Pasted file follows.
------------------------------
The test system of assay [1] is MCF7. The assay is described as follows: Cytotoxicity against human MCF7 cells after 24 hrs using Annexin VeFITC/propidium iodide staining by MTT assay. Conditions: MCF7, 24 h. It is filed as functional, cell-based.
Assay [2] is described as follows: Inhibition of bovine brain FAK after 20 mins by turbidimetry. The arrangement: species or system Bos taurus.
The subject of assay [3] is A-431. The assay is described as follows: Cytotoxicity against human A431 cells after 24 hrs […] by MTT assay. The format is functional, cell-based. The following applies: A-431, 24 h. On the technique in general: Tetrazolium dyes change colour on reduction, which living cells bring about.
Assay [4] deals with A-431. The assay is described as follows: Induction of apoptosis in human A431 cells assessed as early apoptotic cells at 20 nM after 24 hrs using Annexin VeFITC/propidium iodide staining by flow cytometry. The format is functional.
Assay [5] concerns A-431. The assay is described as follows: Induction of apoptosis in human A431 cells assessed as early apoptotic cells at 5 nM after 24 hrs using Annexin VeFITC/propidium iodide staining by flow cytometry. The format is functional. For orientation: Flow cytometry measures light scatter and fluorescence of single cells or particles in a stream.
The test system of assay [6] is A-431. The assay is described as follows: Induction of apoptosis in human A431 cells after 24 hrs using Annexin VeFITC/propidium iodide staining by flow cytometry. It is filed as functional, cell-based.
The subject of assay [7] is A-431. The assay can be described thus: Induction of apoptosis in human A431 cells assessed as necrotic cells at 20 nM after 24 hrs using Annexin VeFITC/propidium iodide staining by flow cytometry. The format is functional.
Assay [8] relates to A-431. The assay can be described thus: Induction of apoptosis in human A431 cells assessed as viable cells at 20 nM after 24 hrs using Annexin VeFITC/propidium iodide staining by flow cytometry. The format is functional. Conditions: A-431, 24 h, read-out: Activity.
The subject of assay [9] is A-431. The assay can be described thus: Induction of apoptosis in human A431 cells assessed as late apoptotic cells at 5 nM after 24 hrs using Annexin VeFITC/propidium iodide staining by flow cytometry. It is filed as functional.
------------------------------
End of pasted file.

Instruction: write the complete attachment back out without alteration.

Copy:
The test system of assay [1] is MCF7. The assay is described as follows: Cytotoxicity against human MCF7 cells after 24 hrs using Annexin VeFITC/propidium iodide staining by MTT assay. Conditions: MCF7, 24 h. It is filed as functional, cell-based.
Assay [2] is described as follows: Inhibition of bovine brain FAK after 20 mins by turbidimetry. The arrangement: species or system Bos taurus.
The subject of assay [3] is A-431. The assay is described as follows: Cytotoxicity against human A431 cells after 24 hrs […] by MTT assay. The format is functional, cell-based. The following applies: A-431, 24 h. On the technique in general: Tetrazolium dyes change colour on reduction, which living cells bring about.
Assay [4] deals with A-431. The assay is described as follows: Induction of apoptosis in human A431 cells assessed as early apoptotic cells at 20 nM after 24 hrs using Annexin VeFITC/propidium iodide staining by flow cytometry. The format is functional.
Assay [5] concerns A-431. The assay is described as follows: Induction of apoptosis in human A431 cells assessed as early apoptotic cells at 5 nM after 24 hrs using Annexin VeFITC/propidium iodide staining by flow cytometry. The format is functional. For orientation: Flow cytometry measures light scatter and fluorescence of single cells or particles in a stream.
The test system of assay [6] is A-431. The assay is described as follows: Induction of apoptosis in human A431 cells after 24 hrs using Annexin VeFITC/propidium iodide staining by flow cytometry. It is filed as functional, cell-based.
The subject of assay [7] is A-431. The assay can be described thus: Induction of apoptosis in human A431 cells assessed as necrotic cells at 20 nM after 24 hrs using Annexin VeFITC/propidium iodide staining by flow cytometry. The format is functional.
Assay [8] relates to A-431. The assay can be described thus: Induction of apoptosis in human A431 cells assessed as viable cells at 20 nM after 24 hrs using Annexin VeFITC/propidium iodide staining by flow cytometry. The format is functional. Conditions: A-431, 24 h, read-out: Activity.
The subject of assay [9] is A-431. The assay can be described thus: Induction of apoptosis in human A431 cells assessed as late apoptotic cells at 5 nM after 24 hrs using Annexin VeFITC/propidium iodide staining by flow cytometry. It is filed as functional.